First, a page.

Smash Pages Q&A: Sal Abbinanti on ‘The Hostage’

The creator of ‘Atomika’ returns with a new Kickstarter project that’s been 10 years in the making.

Sal Abbinanti might be familiar to comics readers for his series Atomika, but even those who read that series will be surprised by his artwork in the new graphic novel The Hostage, which is being crowdfunded now.

Abbinanti has been drawing the book on and off for years, but it has its roots in a trip he took to Brazil decades ago. Since then he couldn’t get the image out of his head of homeless children living just around the corner from the bright, colorful tourist district of Rio. In The Hostage, he found a story and an aesthetic that allowed him to tell the story in a way that is unsettling and unsentimental.

For the campaign, Abbinanti enlisted a number of friends to draw work for stretch goals, but the star is what Abbinanti was able to achieve in the pages. He was kind enough to talk about The Hostage, its road to publication and his crowdfunding campaign.

You mentioned before that this is an idea you’ve had since college.

I graduated college in 1989, and in the ’90s, when everyone was drawing indie comics, I wanted to draw superheroes. I wanted to draw Luke Cage and Captain America. But over time you don’t get invited to the party so you say, “Screw it, I’m going to have my own party.” If you’re going to do something, the only real leverage you have as a creator is if it’s something near and dear to your heart. I knew that once you say, “Homeless kids in Rio,” I didn’t want to patronize it. That wasn’t my motivation. I thought it was something interesting that I needed to tell.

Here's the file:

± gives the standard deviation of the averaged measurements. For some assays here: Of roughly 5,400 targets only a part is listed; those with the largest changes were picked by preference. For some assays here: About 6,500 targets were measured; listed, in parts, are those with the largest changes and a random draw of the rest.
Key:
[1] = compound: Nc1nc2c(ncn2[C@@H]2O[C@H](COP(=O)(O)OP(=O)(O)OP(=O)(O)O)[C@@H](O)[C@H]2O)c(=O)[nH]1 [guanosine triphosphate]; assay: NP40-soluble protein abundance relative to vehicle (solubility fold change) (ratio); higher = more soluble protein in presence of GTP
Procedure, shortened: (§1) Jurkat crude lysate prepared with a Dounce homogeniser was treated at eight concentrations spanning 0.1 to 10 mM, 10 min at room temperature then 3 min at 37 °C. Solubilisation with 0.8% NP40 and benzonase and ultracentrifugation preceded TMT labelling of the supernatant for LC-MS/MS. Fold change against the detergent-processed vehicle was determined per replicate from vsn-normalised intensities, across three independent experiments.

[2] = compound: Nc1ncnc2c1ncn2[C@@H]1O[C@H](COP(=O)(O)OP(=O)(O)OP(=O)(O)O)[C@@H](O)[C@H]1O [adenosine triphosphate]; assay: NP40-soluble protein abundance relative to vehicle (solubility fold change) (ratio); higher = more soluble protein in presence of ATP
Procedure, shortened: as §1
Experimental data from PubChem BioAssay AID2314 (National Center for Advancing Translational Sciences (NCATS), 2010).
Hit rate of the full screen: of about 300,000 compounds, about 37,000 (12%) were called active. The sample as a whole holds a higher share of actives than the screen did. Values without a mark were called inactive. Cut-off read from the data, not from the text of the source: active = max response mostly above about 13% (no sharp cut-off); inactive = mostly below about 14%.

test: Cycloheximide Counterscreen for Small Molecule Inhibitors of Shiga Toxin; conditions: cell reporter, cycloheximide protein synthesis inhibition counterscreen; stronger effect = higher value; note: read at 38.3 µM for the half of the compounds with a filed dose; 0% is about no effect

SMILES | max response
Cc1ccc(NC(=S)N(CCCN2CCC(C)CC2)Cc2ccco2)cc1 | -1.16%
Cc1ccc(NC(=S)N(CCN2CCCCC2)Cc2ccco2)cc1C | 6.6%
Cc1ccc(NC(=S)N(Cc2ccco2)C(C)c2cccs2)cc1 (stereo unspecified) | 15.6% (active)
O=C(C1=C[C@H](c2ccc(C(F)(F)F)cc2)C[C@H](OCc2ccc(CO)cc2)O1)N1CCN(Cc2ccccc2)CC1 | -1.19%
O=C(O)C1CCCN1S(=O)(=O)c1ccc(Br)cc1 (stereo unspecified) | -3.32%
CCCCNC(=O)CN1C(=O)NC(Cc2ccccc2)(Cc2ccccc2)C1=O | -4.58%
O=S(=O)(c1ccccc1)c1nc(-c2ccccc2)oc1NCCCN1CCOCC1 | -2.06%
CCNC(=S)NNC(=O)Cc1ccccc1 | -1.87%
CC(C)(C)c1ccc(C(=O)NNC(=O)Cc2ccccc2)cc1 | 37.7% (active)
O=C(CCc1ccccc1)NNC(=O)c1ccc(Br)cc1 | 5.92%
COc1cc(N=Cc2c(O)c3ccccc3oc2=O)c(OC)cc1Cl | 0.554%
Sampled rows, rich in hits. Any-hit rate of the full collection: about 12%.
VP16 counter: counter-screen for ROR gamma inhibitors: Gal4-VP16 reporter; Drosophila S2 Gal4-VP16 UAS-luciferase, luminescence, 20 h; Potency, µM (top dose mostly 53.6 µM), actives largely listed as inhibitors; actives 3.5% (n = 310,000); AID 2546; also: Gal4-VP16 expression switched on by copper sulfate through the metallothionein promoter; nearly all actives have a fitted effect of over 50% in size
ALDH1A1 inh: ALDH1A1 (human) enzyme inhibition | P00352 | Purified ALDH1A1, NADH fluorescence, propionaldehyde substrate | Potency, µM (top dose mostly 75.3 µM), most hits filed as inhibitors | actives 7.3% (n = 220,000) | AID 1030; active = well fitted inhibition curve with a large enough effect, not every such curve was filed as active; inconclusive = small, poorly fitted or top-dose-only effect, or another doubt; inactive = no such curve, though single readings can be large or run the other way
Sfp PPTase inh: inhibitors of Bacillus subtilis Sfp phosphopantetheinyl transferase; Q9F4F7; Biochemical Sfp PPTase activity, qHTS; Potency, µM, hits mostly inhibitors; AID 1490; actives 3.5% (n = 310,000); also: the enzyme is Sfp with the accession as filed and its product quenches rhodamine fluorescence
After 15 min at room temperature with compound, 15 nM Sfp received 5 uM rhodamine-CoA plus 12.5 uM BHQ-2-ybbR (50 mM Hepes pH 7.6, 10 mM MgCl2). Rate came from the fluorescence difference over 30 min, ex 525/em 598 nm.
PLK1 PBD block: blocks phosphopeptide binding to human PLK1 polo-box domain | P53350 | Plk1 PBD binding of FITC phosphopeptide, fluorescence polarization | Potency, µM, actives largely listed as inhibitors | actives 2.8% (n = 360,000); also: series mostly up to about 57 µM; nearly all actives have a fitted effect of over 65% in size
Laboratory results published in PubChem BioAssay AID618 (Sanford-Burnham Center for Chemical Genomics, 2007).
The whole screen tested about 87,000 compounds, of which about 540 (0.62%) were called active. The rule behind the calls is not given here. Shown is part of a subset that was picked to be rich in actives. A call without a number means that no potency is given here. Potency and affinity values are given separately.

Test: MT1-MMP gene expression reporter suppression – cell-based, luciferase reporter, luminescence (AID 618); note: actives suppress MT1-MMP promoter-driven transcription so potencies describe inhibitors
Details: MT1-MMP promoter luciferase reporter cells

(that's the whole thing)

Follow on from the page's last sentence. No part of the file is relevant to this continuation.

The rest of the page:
The Hostage is a hard book to describe in a lot of ways. Was that by design?

I think why it affected me so much was that I went to Rio to get laid and drink and have a good time and party. My roommate was from Brazil, and I was excited to go. I didn’t expect to get kicked in the ass like that. I expected paradise, but you turned a literal corner and saw these kids. Little kids. When we think of the homeless in the United States, we think of adults with chemical dependency or people down on their luck, but there it’s kids under 13 years old. Four and five year olds sleeping on the sidewalk and begging. I couldn’t believe it. 

People might remember your series Atomika, but artistically it’s a very different experience from The Hostage.

That’s good. I don’t go into this knowing what to expect or expecting hugs and kisses – cause I never got hugs and kisses. People always had a good reaction to it because it doesn’t look like anything else. I can live with that. Better than looking like another Jim Lee clone or the flavor of the month. Your style is your style. It’s a blessing and a curse.

I remember Atomika and I could see you had a certain style and influences, and in The Hostage you have a different approach and set of influences. I’m curious why you drew the book the way you did.